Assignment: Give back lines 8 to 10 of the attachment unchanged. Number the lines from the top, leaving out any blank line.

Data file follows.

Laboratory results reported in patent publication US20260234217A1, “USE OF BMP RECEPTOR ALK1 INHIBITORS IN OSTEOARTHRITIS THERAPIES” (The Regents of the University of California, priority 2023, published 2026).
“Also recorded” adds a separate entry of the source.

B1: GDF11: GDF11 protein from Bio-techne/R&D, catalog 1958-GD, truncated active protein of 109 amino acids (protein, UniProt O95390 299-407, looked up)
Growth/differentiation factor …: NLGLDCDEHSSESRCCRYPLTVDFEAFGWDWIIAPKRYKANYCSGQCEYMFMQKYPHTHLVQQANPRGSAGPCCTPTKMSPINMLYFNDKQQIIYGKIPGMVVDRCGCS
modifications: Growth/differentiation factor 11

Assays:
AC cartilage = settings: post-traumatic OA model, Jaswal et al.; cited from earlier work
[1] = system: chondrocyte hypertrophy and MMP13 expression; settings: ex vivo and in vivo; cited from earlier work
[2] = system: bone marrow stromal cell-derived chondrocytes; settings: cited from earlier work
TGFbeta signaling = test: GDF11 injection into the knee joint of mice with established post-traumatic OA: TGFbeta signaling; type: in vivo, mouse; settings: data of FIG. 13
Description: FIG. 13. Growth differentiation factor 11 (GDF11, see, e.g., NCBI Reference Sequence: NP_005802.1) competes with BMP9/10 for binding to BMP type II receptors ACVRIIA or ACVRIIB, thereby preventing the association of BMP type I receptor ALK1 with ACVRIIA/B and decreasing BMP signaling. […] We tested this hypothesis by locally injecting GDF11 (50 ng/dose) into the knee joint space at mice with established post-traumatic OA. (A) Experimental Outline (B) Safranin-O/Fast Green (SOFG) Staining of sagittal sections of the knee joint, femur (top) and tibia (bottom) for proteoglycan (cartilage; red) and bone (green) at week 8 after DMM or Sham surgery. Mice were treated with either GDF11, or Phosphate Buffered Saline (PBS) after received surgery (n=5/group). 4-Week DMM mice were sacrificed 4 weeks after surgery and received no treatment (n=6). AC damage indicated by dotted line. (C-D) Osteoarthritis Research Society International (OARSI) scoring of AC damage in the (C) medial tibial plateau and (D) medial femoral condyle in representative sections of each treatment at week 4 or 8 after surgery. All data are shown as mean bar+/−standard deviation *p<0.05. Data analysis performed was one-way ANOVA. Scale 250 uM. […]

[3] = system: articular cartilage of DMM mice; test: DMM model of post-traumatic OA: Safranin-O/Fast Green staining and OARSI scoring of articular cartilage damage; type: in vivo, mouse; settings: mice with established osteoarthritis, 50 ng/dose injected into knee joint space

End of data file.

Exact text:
[1] = system: chondrocyte hypertrophy and MMP13 expression; settings: ex vivo and in vivo; cited from earlier work
[2] = system: bone marrow stromal cell-derived chondrocytes; settings: cited from earlier work
TGFbeta signaling = test: GDF11 injection into the knee joint of mice with established post-traumatic OA: TGFbeta signaling; type: in vivo, mouse; settings: data of FIG. 13